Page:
ZFS backups in Proxmox

I’ve been experimenting with using ZFS snapshots for on- and off-site backups of my Proxmox virtualization environment. For now I’m leaning towards using pve-zsync for backing up my bigger but non-critical machines, and then using syncoid to achieve incremental pull backups off-site. After the initial seed – which I perform over a LAN link – only block-level changes need to be transferred, which a regular home connection at a synchronous 100 Mbps should be more than capable of handling.

One limitation in pve-zsync I stumbled upon is that it will trip itself up if a VM has multiple disks stored on different ZFS pools. One of my machines was configured to have its EFI volume and root filesystem on SSD storage, while the bulk data drive was stored on a mechanical disk. This didn’t work at all, with an error message that wasn’t exactly crystal clear:

# pve-zsync create -source 105 -dest backuppool/zsync -name timemachinedailysync -maxsnap 14
Job --source 105 --name timemachinedailysync got an ERROR!!!
ERROR Message:
COMMAND:
	zfs send -- datapool/vm-105-disk-0@rep_timemachinedailysync_2020-04-05_11:32:01 | zfs recv -F -- backuppool/zsync/vm-105-disk-0
GET ERROR:
	cannot receive new filesystem stream: destination has snapshots (eg. backuppool/zsync/vm-105-disk-0@rep_timemachinedailysync_2020-04-05_11:32:01)
must destroy them to overwrite it

Of course removing the snapshots in question didn’t help at all – but moving all disk images belonging to the machine to a single ZFS pool solved the issue immediately.

The other problem is that while this program is VM aware while backing up, it only performs ZFS snapshots on the actual dataset(s) backing the drive(s) of a VM or container – it doesn’t by itself backup the machine configuration. This means a potentially excellent recovery point objective (RPO), but the recovery time objective (RTO) will suffer as an effect: A critical service won’t get back online until someone creates an appropriate machine and connects the backed up drives.

I will be experimenting with variations of the tools available to me, to see if I can simplify the restore process somewhat.

Moving Proxmox /boot to USB stick

Some short notes I made along the way to benefit the future me.

Background

On my new server, Proxmox was unable to boot directly to a ZFS file system on a drive connected via the HBA controller. UPDATE (2020-01-27): The SuperMicro X10SRH-CLN4F motherboard boots just fine from a root-on-ZFS disk in UEFI mode from the built-in SAS HBA. The only required change is the last step in the description below; to add a delay before attempting to mount ZFS volumes at boot-time.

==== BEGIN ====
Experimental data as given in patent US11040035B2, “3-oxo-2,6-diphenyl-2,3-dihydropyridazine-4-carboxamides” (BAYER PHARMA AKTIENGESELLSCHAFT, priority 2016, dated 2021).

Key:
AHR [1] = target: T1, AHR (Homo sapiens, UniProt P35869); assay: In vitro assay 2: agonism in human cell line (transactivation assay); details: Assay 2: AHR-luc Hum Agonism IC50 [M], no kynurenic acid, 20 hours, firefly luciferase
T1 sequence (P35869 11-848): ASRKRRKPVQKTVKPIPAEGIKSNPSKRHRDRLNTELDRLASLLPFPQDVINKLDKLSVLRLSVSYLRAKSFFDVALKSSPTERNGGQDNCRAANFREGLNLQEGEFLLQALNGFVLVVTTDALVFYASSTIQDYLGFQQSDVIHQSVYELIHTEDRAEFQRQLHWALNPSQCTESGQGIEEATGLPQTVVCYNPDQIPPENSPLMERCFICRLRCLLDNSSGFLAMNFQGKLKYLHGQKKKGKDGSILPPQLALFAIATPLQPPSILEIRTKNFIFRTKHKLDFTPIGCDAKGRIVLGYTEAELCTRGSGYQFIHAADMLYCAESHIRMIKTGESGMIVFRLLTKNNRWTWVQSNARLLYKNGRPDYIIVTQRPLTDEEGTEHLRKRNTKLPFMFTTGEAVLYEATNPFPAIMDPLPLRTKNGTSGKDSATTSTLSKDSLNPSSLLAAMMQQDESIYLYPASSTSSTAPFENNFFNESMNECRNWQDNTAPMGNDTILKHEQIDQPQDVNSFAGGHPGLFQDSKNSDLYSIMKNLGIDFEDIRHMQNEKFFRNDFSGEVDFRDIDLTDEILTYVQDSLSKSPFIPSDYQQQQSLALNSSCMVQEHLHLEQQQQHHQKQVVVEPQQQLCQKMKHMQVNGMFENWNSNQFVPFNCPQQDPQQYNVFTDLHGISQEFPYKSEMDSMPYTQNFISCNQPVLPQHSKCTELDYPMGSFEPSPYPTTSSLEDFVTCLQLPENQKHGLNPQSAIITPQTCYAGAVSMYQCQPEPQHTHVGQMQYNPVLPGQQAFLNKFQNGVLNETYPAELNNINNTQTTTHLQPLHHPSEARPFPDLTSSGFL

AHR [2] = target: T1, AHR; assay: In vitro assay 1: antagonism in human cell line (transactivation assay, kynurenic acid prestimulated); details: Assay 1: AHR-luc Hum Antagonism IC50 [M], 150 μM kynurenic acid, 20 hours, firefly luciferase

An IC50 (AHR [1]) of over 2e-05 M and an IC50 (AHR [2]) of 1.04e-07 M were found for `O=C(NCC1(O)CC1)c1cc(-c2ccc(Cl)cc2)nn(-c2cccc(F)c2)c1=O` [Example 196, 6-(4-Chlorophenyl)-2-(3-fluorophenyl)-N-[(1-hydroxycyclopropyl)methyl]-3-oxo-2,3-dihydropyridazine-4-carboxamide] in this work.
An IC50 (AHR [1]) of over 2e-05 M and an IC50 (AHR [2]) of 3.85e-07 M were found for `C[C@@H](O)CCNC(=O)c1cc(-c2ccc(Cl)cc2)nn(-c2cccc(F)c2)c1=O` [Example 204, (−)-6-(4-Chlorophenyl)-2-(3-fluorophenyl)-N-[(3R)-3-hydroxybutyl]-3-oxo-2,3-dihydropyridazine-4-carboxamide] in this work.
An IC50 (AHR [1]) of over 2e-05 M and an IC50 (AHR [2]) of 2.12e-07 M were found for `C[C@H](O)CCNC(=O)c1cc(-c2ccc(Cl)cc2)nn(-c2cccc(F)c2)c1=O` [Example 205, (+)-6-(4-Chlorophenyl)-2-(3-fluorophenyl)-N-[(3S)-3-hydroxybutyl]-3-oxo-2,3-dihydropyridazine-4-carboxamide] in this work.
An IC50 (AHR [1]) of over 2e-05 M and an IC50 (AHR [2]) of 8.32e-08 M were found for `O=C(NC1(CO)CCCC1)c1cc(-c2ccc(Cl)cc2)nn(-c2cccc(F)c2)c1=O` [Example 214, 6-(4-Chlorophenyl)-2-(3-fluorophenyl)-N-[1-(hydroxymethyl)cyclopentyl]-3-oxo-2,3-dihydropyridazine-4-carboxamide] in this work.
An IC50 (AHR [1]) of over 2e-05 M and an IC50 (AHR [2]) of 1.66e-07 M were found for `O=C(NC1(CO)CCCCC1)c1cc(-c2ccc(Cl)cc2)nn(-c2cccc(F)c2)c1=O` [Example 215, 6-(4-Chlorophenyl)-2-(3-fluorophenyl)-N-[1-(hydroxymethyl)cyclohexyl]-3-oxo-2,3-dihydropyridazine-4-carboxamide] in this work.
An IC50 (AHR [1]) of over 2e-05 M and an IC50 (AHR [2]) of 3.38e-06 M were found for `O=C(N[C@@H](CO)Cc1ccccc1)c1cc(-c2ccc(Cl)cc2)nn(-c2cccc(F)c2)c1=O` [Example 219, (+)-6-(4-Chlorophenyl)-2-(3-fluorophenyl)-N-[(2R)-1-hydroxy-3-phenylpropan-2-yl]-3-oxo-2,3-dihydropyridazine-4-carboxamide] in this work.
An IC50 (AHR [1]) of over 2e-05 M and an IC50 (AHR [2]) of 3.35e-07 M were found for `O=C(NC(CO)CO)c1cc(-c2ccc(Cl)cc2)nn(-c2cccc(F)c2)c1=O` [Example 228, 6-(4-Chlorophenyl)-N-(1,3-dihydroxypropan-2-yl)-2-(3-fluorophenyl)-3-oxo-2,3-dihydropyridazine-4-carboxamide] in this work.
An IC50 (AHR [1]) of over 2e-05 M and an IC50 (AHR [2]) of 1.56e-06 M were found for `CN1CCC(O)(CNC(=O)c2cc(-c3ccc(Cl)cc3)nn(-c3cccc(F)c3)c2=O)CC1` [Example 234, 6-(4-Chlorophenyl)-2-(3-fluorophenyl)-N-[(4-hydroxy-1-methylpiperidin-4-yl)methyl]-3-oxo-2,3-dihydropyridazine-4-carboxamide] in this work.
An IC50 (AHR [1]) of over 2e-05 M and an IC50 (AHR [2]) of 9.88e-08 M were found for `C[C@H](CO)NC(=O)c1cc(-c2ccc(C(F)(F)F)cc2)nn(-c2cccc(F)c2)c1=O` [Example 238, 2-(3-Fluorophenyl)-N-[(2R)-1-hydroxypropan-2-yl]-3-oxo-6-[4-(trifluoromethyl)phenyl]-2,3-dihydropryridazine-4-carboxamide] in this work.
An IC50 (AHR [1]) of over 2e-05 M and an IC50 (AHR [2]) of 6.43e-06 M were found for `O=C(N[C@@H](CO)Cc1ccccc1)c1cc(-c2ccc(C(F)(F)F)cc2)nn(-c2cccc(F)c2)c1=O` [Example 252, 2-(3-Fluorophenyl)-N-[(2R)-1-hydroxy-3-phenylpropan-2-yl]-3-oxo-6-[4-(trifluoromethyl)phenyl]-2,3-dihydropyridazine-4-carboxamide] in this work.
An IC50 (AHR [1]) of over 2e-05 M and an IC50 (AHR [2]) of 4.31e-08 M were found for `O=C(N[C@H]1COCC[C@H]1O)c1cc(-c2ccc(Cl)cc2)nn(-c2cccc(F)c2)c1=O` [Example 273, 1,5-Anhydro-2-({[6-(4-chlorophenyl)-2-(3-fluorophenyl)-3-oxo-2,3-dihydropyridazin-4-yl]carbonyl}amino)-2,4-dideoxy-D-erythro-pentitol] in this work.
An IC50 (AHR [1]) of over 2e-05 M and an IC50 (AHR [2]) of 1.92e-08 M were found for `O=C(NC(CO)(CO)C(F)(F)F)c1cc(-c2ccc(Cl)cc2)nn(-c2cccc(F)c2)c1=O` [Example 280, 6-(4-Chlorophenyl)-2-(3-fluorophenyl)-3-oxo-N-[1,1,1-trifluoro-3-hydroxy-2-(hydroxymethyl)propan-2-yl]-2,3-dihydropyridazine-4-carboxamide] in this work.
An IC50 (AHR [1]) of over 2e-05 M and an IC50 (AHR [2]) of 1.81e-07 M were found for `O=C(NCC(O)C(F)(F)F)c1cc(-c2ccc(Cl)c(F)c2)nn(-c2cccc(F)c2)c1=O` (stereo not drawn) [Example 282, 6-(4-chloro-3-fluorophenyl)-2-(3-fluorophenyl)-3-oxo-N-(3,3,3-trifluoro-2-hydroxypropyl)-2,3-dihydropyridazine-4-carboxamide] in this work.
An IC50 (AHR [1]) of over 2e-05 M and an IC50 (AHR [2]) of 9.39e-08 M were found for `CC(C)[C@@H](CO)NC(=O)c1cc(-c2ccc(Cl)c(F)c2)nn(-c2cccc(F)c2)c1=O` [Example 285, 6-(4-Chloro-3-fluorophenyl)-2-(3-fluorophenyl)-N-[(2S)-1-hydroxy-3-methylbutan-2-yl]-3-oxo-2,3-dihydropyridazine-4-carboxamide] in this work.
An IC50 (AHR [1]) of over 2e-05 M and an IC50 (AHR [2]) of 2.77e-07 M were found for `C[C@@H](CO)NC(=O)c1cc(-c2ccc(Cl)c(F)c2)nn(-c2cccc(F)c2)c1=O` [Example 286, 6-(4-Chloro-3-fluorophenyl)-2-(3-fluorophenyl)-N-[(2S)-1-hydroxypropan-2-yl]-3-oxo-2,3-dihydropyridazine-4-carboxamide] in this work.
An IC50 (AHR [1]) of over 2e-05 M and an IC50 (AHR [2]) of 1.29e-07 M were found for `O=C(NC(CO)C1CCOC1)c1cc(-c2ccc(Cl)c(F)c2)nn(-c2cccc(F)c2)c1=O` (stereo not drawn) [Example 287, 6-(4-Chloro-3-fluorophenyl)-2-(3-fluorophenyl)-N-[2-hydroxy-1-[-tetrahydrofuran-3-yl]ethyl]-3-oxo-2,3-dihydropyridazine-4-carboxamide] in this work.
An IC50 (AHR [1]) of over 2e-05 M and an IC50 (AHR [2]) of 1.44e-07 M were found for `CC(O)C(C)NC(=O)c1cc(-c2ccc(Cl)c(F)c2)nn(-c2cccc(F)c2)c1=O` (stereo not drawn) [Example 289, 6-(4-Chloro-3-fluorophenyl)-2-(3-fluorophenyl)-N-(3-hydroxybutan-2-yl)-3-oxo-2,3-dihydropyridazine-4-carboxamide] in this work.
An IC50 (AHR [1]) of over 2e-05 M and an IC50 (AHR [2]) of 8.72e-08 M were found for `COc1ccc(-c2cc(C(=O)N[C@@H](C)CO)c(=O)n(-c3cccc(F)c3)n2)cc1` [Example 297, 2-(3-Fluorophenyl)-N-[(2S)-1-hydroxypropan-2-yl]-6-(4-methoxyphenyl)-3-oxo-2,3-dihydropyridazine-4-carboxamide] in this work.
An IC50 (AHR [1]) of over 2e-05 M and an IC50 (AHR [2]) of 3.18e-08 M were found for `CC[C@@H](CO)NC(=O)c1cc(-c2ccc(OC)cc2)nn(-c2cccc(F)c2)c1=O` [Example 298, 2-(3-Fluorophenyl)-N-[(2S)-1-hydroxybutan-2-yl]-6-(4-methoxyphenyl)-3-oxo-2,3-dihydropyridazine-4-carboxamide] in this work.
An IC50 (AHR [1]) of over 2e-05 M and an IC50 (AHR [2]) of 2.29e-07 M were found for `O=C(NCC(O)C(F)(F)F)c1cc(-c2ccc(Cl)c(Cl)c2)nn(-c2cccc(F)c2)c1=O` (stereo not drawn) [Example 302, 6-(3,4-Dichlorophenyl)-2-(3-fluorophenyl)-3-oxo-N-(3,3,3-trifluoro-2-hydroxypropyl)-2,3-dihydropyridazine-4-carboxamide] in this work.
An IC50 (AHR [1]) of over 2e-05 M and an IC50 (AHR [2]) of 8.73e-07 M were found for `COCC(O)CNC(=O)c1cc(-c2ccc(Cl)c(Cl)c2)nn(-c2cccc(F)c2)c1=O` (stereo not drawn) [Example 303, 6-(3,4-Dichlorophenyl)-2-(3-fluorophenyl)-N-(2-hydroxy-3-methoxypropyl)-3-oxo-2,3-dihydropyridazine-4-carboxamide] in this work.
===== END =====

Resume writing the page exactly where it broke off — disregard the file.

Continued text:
There is a potential drawback to installing Proxmox in root-on-ZFS mode in a UEFI system: The drive gets partitioned, so ZFS doesn’t get uninhibited access to the entire block storage. This may or may not make a difference for performance, but in terms of speed on an SSD solution, I haven’t really seen any cause for concern for my real-world use case. An alternative would be to install the underlying operating system to a separate physical drive.

Also note that the workaround below works on a single vFAT volume. Since FAT doesn’t support symlinks, kernel or initramfs updates in Proxmox/Debian will require some manual work, which most sane people would likely wish to avoid.

I’m leaving the rest of my article intact for posterity:


My workaround was to place /boot – not the system – on a USB stick connected directly to the motherboard.

Process

After installation, reboot with the Proxmox installation medium, but select Install Proxmox VE (Debug mode).

When the first shell appears, Ctrl+D to have the system load the necessary drivers.

Check the name of the USB drive.

lsblk

Partition it.

cfdisk /dev/sdb

Clear the disk, create an EFI System partition and write the changes. Then apply a FAT to the new partition

mkfs.vfat /dev/sdb1

Prepare to chroot into the installed Proxmox instance

mkdir /media/rescue
zpool import -fR /media/rescue rpool
mount -o bind /dev /media/rescue/dev
mount -o bind /sys /media/rescue/sys
mount -o bind /dev /media/rescue/dev
chroot /media/rescue

Make room for the new /boot

mv /boot /boot.bak

Edit /etc/fstab and add the following:

/dev/sdb1 /boot vfat defaults 0 0

Make the stick bootable

mount -a
grub-install --efi-directory=/boot/efi /dev/sdb
update-grub
grub-mkconfig -o /boot/grub/grub.cfg

Exit the chroot, unmount the ZFS file system (zfs export rpool)and reboot

In my specific case I had a problem where I got stuck in a shell with the ZFS pool not mountable.

/sbin/zpool import -Nf rpool

Exit to continue the boot process. Then edit /etc/default/zfs and edit a delay before attempting to boot the file system.

ZFS_INITRD_PRE_MOUNTROOT_SLEEP=15